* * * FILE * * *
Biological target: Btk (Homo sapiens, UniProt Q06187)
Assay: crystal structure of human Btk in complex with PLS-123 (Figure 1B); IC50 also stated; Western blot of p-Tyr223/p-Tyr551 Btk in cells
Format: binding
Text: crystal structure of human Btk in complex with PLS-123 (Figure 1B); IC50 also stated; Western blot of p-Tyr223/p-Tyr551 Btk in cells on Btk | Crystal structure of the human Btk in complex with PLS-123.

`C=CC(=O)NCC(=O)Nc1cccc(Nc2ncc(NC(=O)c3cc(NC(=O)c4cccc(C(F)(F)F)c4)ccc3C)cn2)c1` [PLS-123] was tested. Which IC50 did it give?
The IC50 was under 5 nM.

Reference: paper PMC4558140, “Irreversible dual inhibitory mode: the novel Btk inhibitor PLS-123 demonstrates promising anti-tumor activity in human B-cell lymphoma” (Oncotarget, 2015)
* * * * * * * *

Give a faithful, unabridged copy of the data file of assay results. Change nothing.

Biological target: Btk (Homo sapiens, UniProt Q06187)
Assay: crystal structure of human Btk in complex with PLS-123 (Figure 1B); IC50 also stated; Western blot of p-Tyr223/p-Tyr551 Btk in cells
Format: binding
Text: crystal structure of human Btk in complex with PLS-123 (Figure 1B); IC50 also stated; Western blot of p-Tyr223/p-Tyr551 Btk in cells on Btk | Crystal structure of the human Btk in complex with PLS-123.

`C=CC(=O)NCC(=O)Nc1cccc(Nc2ncc(NC(=O)c3cc(NC(=O)c4cccc(C(F)(F)F)c4)ccc3C)cn2)c1` [PLS-123] was tested. Which IC50 did it give?
The IC50 was under 5 nM.

Reference: paper PMC4558140, “Irreversible dual inhibitory mode: the novel Btk inhibitor PLS-123 demonstrates promising anti-tumor activity in human B-cell lymphoma” (Oncotarget, 2015)